The longer you’ve lived in your home, the more overwhelmed you might feel getting ready to leave it behind. Don’t deal with the process alone. Talk with a friend or family member as you sift through the emotional weight of a big change. With family members, make sure you ask if they would like to hold onto any of the items in your donation pile — you might be better prepared to deal with the change if you know that sentimental belongings, such as a china set passed down between previous generations or jewelry, will remain in the family.

4. Sell your home

When it’s time to sell your home, you’ll want to find the best route to maximizing your profit from the sale and minimizing your stress from the process. Look for a real estate agent with expertise in your market and your type of property, or request a cash offer from an iBuyer. Since working with an agent traditionally involves paying a 6 percent commission (3 percent to your agent and 3 percent to the buyer’s agent), you’ll want to weigh which ultimately matters more to your circumstances: potential upside with your home on the market, or the convenience and time savings of a cash offer.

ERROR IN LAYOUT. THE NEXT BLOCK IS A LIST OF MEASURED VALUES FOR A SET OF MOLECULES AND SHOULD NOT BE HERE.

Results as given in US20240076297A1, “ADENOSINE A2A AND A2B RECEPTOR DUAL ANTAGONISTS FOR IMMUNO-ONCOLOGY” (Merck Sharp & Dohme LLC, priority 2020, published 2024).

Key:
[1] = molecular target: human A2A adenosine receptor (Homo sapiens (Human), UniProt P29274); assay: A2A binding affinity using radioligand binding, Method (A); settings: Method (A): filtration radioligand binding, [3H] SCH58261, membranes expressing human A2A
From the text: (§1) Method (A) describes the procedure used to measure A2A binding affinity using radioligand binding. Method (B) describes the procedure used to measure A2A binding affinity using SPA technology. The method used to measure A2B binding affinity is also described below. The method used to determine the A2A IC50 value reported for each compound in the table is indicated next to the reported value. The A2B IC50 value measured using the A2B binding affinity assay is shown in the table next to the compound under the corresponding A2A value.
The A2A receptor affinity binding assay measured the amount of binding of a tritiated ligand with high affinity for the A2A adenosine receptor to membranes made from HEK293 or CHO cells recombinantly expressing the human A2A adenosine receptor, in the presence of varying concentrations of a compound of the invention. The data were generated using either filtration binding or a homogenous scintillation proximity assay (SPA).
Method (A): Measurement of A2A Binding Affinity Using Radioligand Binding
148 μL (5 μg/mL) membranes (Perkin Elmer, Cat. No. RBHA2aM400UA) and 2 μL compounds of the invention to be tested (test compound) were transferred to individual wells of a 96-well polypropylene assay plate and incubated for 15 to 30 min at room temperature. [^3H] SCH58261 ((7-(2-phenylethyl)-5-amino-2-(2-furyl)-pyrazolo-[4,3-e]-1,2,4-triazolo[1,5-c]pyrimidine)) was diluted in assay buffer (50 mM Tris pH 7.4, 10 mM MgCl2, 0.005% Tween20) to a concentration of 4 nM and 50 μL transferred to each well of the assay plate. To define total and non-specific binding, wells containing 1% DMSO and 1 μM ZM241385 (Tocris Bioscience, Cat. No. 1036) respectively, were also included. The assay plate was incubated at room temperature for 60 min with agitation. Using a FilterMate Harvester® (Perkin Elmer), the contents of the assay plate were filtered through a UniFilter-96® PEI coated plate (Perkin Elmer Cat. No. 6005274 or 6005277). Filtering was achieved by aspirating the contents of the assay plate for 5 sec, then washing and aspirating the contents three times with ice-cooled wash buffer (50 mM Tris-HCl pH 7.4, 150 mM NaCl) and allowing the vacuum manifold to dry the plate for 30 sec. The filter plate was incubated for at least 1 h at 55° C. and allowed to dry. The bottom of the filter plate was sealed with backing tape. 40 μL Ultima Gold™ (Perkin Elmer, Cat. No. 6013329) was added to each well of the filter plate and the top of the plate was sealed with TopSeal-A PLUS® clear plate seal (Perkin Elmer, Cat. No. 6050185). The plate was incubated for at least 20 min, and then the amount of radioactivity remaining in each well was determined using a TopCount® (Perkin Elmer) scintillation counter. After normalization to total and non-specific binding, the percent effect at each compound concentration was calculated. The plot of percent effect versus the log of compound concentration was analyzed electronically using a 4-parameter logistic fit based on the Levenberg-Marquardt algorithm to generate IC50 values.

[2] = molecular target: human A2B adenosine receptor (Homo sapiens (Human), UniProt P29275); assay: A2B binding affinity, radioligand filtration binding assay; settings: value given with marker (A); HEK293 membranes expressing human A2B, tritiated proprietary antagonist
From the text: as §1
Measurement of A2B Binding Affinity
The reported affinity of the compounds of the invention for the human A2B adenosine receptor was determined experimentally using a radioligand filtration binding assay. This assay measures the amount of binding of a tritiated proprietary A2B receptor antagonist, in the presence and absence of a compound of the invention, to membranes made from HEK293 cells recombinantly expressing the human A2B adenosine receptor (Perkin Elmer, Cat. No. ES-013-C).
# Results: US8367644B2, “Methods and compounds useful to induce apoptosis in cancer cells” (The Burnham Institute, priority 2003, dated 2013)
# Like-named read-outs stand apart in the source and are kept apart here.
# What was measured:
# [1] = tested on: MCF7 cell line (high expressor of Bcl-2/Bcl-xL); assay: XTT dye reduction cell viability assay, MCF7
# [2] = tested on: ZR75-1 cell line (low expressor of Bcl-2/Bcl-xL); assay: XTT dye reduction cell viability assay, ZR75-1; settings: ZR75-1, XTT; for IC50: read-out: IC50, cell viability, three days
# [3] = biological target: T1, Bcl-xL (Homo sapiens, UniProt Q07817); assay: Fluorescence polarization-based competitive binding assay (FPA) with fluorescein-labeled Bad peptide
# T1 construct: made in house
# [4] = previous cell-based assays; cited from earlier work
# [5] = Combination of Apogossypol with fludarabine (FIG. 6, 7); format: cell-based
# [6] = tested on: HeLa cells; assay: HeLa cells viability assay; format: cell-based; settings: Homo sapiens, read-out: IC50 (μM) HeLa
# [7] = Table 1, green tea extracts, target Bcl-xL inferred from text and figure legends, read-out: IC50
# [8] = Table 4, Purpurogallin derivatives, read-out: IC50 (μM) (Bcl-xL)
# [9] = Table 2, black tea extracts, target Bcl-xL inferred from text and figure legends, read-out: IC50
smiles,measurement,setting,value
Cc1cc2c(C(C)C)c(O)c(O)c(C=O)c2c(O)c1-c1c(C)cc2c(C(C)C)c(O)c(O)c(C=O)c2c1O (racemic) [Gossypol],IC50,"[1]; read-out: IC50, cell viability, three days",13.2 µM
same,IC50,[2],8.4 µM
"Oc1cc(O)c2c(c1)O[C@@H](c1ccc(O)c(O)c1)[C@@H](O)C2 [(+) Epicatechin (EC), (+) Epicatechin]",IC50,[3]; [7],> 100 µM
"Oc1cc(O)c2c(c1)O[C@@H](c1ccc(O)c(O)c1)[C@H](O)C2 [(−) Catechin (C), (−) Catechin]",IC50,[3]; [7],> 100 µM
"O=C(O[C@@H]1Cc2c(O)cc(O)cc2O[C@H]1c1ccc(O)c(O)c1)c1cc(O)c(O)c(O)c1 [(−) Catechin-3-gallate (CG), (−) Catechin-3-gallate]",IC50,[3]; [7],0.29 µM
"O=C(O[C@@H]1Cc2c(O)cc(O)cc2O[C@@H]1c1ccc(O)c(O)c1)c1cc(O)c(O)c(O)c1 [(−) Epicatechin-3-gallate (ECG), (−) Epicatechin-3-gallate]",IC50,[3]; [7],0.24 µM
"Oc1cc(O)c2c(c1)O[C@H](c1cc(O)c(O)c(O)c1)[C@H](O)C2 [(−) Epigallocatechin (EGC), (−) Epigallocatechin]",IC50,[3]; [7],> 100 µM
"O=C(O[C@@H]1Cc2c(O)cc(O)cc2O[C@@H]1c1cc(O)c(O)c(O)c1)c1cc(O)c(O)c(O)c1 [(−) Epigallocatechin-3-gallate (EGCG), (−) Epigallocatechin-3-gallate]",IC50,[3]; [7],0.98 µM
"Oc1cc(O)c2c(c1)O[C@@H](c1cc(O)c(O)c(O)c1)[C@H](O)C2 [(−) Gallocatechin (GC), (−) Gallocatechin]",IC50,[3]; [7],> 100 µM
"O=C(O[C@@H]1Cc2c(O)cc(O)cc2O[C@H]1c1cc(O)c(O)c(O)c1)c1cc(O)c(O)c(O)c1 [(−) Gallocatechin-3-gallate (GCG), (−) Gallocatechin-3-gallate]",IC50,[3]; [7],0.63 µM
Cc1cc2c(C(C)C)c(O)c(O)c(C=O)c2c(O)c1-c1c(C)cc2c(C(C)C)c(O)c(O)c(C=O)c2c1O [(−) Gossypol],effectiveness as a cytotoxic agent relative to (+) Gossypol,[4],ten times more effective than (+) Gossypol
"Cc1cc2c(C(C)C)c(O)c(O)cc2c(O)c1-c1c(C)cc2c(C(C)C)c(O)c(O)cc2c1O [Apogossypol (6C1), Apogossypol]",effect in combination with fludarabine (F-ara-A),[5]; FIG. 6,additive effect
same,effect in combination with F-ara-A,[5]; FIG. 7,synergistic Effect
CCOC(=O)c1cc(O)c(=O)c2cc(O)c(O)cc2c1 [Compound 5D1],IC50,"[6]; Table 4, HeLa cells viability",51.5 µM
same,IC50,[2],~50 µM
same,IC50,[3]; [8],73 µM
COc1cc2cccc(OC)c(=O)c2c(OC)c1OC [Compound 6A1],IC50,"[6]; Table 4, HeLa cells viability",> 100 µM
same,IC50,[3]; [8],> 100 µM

5. Get a new mortgage

As you’re working to sell your home, you’ll also be looking to find a new one at the same time. So, selling your home will likely need to coincide with the process of applying for a mortgage and looking for a new property (and there are now easier ways to accomplish this, called “buy and sell” programs). Also, if you are significantly downsizing, you could consider securing your belongings in a storage unit and/or living in a short-term rental.

6. Move

Finally, it’s time to move. This is when all your work pays off. After organizing and getting rid of some of life’s accumulations, your lighter load can come with the good news of a lower moving bill.

Written by
David McMillin
Contributing writer
David McMillin is a contributing writer for Bankrate and covers topics like credit cards, mortgages, banking, taxes and travel. David's goal is to help readers figure out how to save more and stress less.
Edited by
Mortgage editor